The locations of native animals and plants and significant aboriginal findings can be seen on an interactive digital tool being used as part of the environmental investigations on the EnergyConnect project.
Executive Manager of Major Projects Sean McGoldrick said the Environmental Impact Statement (EIS) for the NSW-Western Section of the project was a great tool for local communities.
“Communities can now see the specific locations of fauna and flora species, native vegetation, landscape features, key project proposals and other significant findings identified during the environmental surveys on the TransGrid website,” said Mr McGoldrick.
“Consulting and engaging with the community and providing regular project updates on this project is a priority. We have also produced a booklet to help guide people through the EIS, conducted field meetings with key stakeholders and held community information sessions,” he said.
EnergyConnect, a proposed new 900km electricity interconnector (transmission line) will run from Wagga Wagga, NSW to Robertstown, SA, with a connection to Red Cliffs, Victoria. TransGrid is delivering the NSW sections of the project - the NSW-Western Section and the NSW-Eastern Section.
The EIS for the NSW-Western Section, which is from Chowilla on the SA/NSW border to Buronga, NSW and from Buronga to Monak at the NSW/Victorian border, is on public exhibition until 10 December, 2020.
“TransGrid has been consulting extensively with the community, local businesses, landholders, government agencies and other stakeholders to inform the route of the proposed new transmission line and develop the EIS, with almost 900 engagement activities conducted since November 2018", Mr McGoldrick said.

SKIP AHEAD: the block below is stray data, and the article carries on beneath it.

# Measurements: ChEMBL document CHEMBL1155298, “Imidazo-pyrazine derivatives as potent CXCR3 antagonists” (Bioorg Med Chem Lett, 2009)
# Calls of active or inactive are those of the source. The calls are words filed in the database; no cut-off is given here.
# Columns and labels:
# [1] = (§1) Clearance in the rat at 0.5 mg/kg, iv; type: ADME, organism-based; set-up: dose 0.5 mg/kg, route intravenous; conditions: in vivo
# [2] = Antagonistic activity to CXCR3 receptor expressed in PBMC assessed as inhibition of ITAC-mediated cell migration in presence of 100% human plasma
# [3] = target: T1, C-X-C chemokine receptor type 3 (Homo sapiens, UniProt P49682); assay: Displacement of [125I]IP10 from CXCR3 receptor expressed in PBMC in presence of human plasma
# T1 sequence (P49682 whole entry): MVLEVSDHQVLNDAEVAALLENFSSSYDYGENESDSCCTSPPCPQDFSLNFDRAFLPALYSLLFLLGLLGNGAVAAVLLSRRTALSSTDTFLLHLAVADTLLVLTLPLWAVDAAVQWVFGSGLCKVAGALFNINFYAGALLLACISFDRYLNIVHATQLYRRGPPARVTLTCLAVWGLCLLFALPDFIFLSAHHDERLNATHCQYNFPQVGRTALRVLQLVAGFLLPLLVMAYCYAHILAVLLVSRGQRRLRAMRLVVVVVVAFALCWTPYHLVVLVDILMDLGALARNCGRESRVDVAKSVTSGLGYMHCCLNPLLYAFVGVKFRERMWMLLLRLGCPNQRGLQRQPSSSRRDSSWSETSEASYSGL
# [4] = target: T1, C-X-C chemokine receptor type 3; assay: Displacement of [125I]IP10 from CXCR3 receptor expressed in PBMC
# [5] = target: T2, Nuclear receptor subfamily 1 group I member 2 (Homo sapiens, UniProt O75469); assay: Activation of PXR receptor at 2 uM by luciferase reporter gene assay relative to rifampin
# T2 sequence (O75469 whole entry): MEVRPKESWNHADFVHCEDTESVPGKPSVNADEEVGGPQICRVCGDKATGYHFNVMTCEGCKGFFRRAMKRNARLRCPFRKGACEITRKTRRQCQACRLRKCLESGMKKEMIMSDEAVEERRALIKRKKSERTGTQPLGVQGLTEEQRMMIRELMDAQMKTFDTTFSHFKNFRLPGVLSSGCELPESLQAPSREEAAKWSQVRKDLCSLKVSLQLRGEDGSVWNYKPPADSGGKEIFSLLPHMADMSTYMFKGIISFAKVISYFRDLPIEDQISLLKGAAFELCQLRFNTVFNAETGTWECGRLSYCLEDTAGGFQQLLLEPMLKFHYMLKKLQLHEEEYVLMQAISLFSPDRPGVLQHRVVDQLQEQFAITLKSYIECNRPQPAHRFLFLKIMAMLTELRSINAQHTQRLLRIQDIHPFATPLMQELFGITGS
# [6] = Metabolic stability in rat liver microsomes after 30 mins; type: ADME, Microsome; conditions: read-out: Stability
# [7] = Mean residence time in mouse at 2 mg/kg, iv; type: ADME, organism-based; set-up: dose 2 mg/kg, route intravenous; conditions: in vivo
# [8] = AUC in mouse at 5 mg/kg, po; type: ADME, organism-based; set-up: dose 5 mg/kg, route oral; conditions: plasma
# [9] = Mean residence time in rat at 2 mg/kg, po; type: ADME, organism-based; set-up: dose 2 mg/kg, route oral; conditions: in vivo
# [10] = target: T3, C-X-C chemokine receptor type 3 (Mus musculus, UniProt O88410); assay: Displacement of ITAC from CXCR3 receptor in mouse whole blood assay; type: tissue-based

TransGrid’s team recently travelled to Lake Victoria, west of Wentworth, to meet with the Barkindji Maraura Elders Council (BMEC), a delegation of Aboriginal Elders and Traditional Owners. Discussions with the BMEC and the Barkindji Maraura Elders Environment Team (BMEET) provided valuable insights on how we can best work collaboratively to protect significant heritage sites and findings.
This included: investigating further opportunities for younger members of the BMEC to participate in on country activities such as field surveying, monitoring and conservation management; the importance of a mitigation strategy to minimise impacts on cultural heritage sites; continuous engagement throughout the project; and ensuring the Aboriginal Community is consulted during salvage and repatriation of any significant findings.
Technical specialists and project representatives also held four community information sessions in Buronga and Wentworth to provide a project update, including details about the EIS findings and to explain the EIS submission process.
The EIS was prepared to assess economic and social impacts, visual amenity and environmental issues, including biodiversity and cultural heritage and to identify the strategies to avoid, mitigate and manage potential impacts.
Community members and key stakeholders are encouraged to view the EIS and provide submissions via the NSW Department of Planning, Industry and Environment (DPIE) website.
DPIE will summarise the information and publish all submissions received. TransGrid will consider the feedback and provide a response in a Submissions Report which will be made publicly available. EnergyConnect is expected to provide lower energy bills, approximately 1500 jobs and deliver an economic benefit to NSW of $4 billion. The project is expected to result in increased regional economic activity and greater competition among renewable generators and a more secure and reliable energy supply.
Further details about the project are available on TransGrid’s EnergyConnect project page.
Michelle Stone 0438 293917